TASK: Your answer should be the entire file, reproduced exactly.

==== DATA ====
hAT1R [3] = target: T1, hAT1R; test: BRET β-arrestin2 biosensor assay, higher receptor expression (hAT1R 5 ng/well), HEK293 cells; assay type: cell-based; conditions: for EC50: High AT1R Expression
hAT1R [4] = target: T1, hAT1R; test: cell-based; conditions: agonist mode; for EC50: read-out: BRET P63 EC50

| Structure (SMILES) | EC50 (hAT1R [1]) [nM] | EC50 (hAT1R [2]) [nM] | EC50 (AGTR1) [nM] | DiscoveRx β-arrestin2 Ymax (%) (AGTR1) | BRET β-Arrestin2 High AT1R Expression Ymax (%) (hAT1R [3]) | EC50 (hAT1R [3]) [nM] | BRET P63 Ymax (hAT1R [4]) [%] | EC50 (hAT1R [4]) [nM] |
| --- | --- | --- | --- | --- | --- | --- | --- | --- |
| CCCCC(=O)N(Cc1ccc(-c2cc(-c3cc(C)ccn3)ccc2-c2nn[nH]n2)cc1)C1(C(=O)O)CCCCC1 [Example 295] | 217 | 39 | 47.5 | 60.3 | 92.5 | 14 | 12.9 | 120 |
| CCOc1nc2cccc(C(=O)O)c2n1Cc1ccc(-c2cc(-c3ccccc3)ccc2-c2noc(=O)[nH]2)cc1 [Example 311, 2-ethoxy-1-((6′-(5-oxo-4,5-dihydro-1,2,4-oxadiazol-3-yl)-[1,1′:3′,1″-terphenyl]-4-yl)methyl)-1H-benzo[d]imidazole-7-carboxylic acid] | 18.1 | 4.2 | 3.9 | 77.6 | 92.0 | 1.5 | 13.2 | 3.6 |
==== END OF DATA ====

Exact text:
hAT1R [3] = target: T1, hAT1R; test: BRET β-arrestin2 biosensor assay, higher receptor expression (hAT1R 5 ng/well), HEK293 cells; assay type: cell-based; conditions: for EC50: High AT1R Expression
hAT1R [4] = target: T1, hAT1R; test: cell-based; conditions: agonist mode; for EC50: read-out: BRET P63 EC50

| Structure (SMILES) | EC50 (hAT1R [1]) [nM] | EC50 (hAT1R [2]) [nM] | EC50 (AGTR1) [nM] | DiscoveRx β-arrestin2 Ymax (%) (AGTR1) | BRET β-Arrestin2 High AT1R Expression Ymax (%) (hAT1R [3]) | EC50 (hAT1R [3]) [nM] | BRET P63 Ymax (hAT1R [4]) [%] | EC50 (hAT1R [4]) [nM] |
| --- | --- | --- | --- | --- | --- | --- | --- | --- |
| CCCCC(=O)N(Cc1ccc(-c2cc(-c3cc(C)ccn3)ccc2-c2nn[nH]n2)cc1)C1(C(=O)O)CCCCC1 [Example 295] | 217 | 39 | 47.5 | 60.3 | 92.5 | 14 | 12.9 | 120 |
| CCOc1nc2cccc(C(=O)O)c2n1Cc1ccc(-c2cc(-c3ccccc3)ccc2-c2noc(=O)[nH]2)cc1 [Example 311, 2-ethoxy-1-((6′-(5-oxo-4,5-dihydro-1,2,4-oxadiazol-3-yl)-[1,1′:3′,1″-terphenyl]-4-yl)methyl)-1H-benzo[d]imidazole-7-carboxylic acid] | 18.1 | 4.2 | 3.9 | 77.6 | 92.0 | 1.5 | 13.2 | 3.6 |